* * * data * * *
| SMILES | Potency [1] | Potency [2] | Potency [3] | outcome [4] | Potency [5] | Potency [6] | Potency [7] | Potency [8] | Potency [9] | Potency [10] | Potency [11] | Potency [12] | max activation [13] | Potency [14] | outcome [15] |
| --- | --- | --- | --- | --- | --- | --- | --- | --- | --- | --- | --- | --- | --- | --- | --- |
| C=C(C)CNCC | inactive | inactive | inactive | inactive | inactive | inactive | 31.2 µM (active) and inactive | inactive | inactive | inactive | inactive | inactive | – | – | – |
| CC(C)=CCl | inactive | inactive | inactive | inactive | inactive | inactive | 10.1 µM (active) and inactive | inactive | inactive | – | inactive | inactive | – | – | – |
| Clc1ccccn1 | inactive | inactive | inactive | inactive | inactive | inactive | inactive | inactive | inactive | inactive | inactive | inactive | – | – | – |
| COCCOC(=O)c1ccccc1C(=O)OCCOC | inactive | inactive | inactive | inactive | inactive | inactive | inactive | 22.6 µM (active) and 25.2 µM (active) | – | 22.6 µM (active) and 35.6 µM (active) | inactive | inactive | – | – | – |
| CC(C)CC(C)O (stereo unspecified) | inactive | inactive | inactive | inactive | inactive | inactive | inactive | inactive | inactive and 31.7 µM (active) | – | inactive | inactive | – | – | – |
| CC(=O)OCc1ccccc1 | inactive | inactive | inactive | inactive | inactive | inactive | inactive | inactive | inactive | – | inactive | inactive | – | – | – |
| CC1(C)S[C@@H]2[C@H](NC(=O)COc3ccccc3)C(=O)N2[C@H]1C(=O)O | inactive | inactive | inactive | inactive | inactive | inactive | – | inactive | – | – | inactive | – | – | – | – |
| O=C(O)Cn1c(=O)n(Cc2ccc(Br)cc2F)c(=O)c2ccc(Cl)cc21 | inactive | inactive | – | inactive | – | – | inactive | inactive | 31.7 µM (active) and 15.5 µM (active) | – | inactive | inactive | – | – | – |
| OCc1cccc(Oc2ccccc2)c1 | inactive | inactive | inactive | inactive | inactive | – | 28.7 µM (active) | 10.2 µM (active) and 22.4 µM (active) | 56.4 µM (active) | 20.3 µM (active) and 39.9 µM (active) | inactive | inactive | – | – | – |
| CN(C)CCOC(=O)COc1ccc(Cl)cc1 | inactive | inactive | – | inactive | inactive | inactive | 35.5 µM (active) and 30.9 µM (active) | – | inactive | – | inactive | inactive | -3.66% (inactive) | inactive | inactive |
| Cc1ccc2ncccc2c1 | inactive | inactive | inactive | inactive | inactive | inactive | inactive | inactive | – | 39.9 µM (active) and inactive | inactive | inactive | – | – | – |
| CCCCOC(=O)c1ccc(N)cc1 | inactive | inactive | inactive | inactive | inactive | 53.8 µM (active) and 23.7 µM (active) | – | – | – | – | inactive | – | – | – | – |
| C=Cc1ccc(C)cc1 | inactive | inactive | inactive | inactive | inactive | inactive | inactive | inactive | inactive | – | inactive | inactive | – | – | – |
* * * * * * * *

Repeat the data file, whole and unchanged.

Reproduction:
| SMILES | Potency [1] | Potency [2] | Potency [3] | outcome [4] | Potency [5] | Potency [6] | Potency [7] | Potency [8] | Potency [9] | Potency [10] | Potency [11] | Potency [12] | max activation [13] | Potency [14] | outcome [15] |
| --- | --- | --- | --- | --- | --- | --- | --- | --- | --- | --- | --- | --- | --- | --- | --- |
| C=C(C)CNCC | inactive | inactive | inactive | inactive | inactive | inactive | 31.2 µM (active) and inactive | inactive | inactive | inactive | inactive | inactive | – | – | – |
| CC(C)=CCl | inactive | inactive | inactive | inactive | inactive | inactive | 10.1 µM (active) and inactive | inactive | inactive | – | inactive | inactive | – | – | – |
| Clc1ccccn1 | inactive | inactive | inactive | inactive | inactive | inactive | inactive | inactive | inactive | inactive | inactive | inactive | – | – | – |
| COCCOC(=O)c1ccccc1C(=O)OCCOC | inactive | inactive | inactive | inactive | inactive | inactive | inactive | 22.6 µM (active) and 25.2 µM (active) | – | 22.6 µM (active) and 35.6 µM (active) | inactive | inactive | – | – | – |
| CC(C)CC(C)O (stereo unspecified) | inactive | inactive | inactive | inactive | inactive | inactive | inactive | inactive | inactive and 31.7 µM (active) | – | inactive | inactive | – | – | – |
| CC(=O)OCc1ccccc1 | inactive | inactive | inactive | inactive | inactive | inactive | inactive | inactive | inactive | – | inactive | inactive | – | – | – |
| CC1(C)S[C@@H]2[C@H](NC(=O)COc3ccccc3)C(=O)N2[C@H]1C(=O)O | inactive | inactive | inactive | inactive | inactive | inactive | – | inactive | – | – | inactive | – | – | – | – |
| O=C(O)Cn1c(=O)n(Cc2ccc(Br)cc2F)c(=O)c2ccc(Cl)cc21 | inactive | inactive | – | inactive | – | – | inactive | inactive | 31.7 µM (active) and 15.5 µM (active) | – | inactive | inactive | – | – | – |
| OCc1cccc(Oc2ccccc2)c1 | inactive | inactive | inactive | inactive | inactive | – | 28.7 µM (active) | 10.2 µM (active) and 22.4 µM (active) | 56.4 µM (active) | 20.3 µM (active) and 39.9 µM (active) | inactive | inactive | – | – | – |
| CN(C)CCOC(=O)COc1ccc(Cl)cc1 | inactive | inactive | – | inactive | inactive | inactive | 35.5 µM (active) and 30.9 µM (active) | – | inactive | – | inactive | inactive | -3.66% (inactive) | inactive | inactive |
| Cc1ccc2ncccc2c1 | inactive | inactive | inactive | inactive | inactive | inactive | inactive | inactive | – | 39.9 µM (active) and inactive | inactive | inactive | – | – | – |
| CCCCOC(=O)c1ccc(N)cc1 | inactive | inactive | inactive | inactive | inactive | 53.8 µM (active) and 23.7 µM (active) | – | – | – | – | inactive | – | – | – | – |
| C=Cc1ccc(C)cc1 | inactive | inactive | inactive | inactive | inactive | inactive | inactive | inactive | inactive | – | inactive | inactive | – | – | – |